The case for JZ to pay his own legal costs
President Jacob Zuma is fighting tooth and nail not to pay legal fees from his pocket after he attempted to block the release of the State of Capture report, which flags potential wrongdoing on his part and some members of his Cabinet.
Zuma – who has been described as a “selfish litigant” who chose to “lie” in his bid to block the release of the former public protector’s report – insists it is ultimately taxpayers who must foot the bill.
In court papers filed with the Pretoria High Court on Friday, Zuma says he should not be ordered to pay in his personal capacity because the former public protector’s investigation was aimed at the exercising of his duties as a member of the executive.
Accordingly, his submission reads, the investigation by the former public protector dealt with matters relevant to the work of government. He relies on his interpretation of the State Liability Act, that debt must be charged against the appropriate budget for the department concerned, in this instance the office of the presidency.
“The state attorney must recover its costs from the office of the president. The accounting officer of the presidency is responsible for implementing the PFMA [Public Finance Management Act].”
Furthermore, he advances an argument that there was no evidence to suggest that he violated the Executive Members’ Ethics Act and therefore the state attorney was obliged to perform work on his behalf in his capacity as president.
Zuma was responding to an application by the DA, Economic Freedom Fighters, Congress of the People and United Democratic Movement for him to be held personally liable for all legal costs, including that of the state attorney.
The parties argue that Zuma consistently abused the office of the state attorney in order to protect his personal interests. They believe, regardless of whether or not he acted in his official capacity, he in fact acted recklessly and in complete disregard of his constitutional responsibilities.
Zuma should have been represented by his personal attorney, like Cooperative Governance Minister Des Van Rooyen had been, instead of being represented by the state, the parties said.
They submit that he interfered with the functioning of the former public protector with his interdict; then attempted to delay the finalisation of the matter in the guise of seeking clarity on whether the report was final; and at worst committed blatant perjury by blaming a “typing error” for his concession that the report be released if it were final.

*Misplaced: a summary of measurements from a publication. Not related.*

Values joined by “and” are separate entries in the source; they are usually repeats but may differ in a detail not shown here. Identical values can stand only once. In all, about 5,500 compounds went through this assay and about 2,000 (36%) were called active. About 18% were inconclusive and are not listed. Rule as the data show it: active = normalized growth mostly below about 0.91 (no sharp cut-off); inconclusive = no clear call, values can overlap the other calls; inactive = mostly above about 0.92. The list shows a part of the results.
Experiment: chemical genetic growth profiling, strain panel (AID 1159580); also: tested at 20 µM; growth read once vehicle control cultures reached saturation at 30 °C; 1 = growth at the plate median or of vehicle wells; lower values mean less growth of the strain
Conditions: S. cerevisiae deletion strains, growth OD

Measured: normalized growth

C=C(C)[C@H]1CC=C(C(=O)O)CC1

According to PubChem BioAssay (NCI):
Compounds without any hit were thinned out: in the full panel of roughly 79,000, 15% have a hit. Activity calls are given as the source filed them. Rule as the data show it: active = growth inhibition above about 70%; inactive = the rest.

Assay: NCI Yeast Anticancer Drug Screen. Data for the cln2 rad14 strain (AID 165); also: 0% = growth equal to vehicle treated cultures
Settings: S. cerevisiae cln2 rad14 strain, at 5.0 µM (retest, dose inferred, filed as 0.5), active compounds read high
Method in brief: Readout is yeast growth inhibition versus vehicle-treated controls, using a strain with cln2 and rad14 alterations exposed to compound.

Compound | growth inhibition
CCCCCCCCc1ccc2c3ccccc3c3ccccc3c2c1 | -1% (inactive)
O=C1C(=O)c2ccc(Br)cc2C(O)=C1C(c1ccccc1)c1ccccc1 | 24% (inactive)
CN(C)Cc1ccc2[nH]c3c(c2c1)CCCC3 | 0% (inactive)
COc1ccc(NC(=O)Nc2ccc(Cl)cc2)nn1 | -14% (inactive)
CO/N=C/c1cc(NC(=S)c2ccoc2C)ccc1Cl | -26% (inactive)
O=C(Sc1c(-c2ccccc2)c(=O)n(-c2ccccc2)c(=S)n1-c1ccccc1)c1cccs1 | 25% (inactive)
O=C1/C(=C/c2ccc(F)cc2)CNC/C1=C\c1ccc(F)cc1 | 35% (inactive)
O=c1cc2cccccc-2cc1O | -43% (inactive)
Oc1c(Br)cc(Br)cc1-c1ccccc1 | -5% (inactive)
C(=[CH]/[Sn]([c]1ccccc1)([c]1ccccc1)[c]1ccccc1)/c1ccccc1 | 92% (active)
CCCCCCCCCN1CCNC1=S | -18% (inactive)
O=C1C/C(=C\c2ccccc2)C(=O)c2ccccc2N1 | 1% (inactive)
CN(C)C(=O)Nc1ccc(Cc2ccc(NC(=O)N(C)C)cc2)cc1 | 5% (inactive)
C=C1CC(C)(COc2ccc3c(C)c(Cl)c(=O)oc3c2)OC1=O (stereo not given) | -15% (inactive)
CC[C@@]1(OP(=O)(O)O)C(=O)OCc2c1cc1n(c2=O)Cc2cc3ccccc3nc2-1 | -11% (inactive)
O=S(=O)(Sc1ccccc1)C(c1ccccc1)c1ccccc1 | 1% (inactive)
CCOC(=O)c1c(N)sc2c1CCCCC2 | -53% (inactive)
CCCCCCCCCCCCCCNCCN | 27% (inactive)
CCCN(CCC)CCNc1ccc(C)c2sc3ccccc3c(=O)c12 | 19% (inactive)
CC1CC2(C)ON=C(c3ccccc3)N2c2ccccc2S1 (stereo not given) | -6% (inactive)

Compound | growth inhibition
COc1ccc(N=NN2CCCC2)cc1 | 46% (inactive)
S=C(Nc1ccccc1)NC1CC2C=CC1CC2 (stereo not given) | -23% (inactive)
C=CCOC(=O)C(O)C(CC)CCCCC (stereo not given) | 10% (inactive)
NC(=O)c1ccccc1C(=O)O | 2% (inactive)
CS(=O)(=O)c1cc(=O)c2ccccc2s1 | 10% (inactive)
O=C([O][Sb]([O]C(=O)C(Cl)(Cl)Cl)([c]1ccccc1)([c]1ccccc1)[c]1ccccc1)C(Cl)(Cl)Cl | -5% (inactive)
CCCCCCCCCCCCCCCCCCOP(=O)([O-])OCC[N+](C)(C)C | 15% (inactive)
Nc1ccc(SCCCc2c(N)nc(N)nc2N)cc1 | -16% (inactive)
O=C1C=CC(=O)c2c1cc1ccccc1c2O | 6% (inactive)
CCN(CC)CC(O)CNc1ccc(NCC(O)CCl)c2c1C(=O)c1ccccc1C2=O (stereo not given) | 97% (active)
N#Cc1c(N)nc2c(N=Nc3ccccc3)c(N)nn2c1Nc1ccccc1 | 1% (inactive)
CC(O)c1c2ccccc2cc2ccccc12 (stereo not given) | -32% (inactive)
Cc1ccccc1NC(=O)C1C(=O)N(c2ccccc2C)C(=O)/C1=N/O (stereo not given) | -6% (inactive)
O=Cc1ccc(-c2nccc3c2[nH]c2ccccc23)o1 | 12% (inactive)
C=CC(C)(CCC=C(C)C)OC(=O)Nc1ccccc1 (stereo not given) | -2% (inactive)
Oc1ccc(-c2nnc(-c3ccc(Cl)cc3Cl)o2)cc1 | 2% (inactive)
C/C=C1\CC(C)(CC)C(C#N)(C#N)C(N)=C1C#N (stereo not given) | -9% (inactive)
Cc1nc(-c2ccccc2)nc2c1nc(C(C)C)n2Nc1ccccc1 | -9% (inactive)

“The president’s application was a cynical attempt to inhibit, undermine and sabotage the [former] public protector. Not only was this inconsistent with the office held by the president, it also amounts to an abuse of his office,” the opposition parties said.
They insist that the allegation of a typing error is demonstrably false and that what most likely transpired was a change of stance after Zuma recognised the consequence of his concession.
“The fact that the president has conducted himself in this fashion proves his mendacity, and is justifying a personal cost order.”
They point out that Zuma was invited to withdraw his interdict to prevent the wastage of costs by all parties, including taxpayers, but he opted to forge ahead and in the process deceived the court.
“Surely Zuma cannot conceivably argue that when he lied under oath before his God and sought to deceive the court, at huge expenses to the taxpayers, he did so ‘in his capacity as president’. When he took the oath, he said ‘so help me God’ and not ‘so help the president of the Republic of South Africa’,” the parties said.
The fact that Zuma had asked for “an absurd and disingenuous” postponement on an urgent application, before inexplicably withdrawing, has also come back to haunt Zuma, as the parties submit this amounted to abuse of process to delay the resolution of the dispute.
“The fact that the parties were compelled to incur necessary expenses relating to a meritless postponement application illustrates clearly that the application was not brought in the public interest, but in order to safeguard the personal interest of Zuma,” they submitted.
Zuma had also failed to initially oppose the parties’ intentions for him to be held personally liable for the costs.
The DA says in its papers that Zuma’s conduct was a direct betrayal of his duties in acting as the “personification of the country’s constitutional project”, but rather a “selfish litigant” seeking to use every move – whether unlawful or not – to advance his personal interests.
“The only appropriate response is a punitive order requiring the president to bear all the costs of this litigation – both his own and that of all other parties – in his personal capacity,” the party said.